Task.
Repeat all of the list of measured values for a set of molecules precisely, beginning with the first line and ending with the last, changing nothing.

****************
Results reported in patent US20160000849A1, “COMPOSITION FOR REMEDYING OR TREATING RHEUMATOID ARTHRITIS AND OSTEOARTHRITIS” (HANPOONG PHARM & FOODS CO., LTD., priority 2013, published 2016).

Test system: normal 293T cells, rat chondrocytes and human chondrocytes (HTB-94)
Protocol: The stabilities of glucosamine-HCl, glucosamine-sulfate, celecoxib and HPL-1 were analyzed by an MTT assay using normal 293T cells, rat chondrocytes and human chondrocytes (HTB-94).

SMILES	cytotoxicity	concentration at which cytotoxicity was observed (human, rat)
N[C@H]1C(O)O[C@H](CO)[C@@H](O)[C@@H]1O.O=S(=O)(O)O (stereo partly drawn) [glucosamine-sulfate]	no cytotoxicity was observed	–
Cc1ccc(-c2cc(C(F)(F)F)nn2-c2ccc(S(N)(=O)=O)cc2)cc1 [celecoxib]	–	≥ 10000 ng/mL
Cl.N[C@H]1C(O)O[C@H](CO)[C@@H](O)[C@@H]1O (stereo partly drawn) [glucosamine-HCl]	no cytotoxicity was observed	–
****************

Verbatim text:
Results reported in patent US20160000849A1, “COMPOSITION FOR REMEDYING OR TREATING RHEUMATOID ARTHRITIS AND OSTEOARTHRITIS” (HANPOONG PHARM & FOODS CO., LTD., priority 2013, published 2016).

Test system: normal 293T cells, rat chondrocytes and human chondrocytes (HTB-94)
Protocol: The stabilities of glucosamine-HCl, glucosamine-sulfate, celecoxib and HPL-1 were analyzed by an MTT assay using normal 293T cells, rat chondrocytes and human chondrocytes (HTB-94).

SMILES	cytotoxicity	concentration at which cytotoxicity was observed (human, rat)
N[C@H]1C(O)O[C@H](CO)[C@@H](O)[C@@H]1O.O=S(=O)(O)O (stereo partly drawn) [glucosamine-sulfate]	no cytotoxicity was observed	–
Cc1ccc(-c2cc(C(F)(F)F)nn2-c2ccc(S(N)(=O)=O)cc2)cc1 [celecoxib]	–	≥ 10000 ng/mL
Cl.N[C@H]1C(O)O[C@H](CO)[C@@H](O)[C@@H]1O (stereo partly drawn) [glucosamine-HCl]	no cytotoxicity was observed	–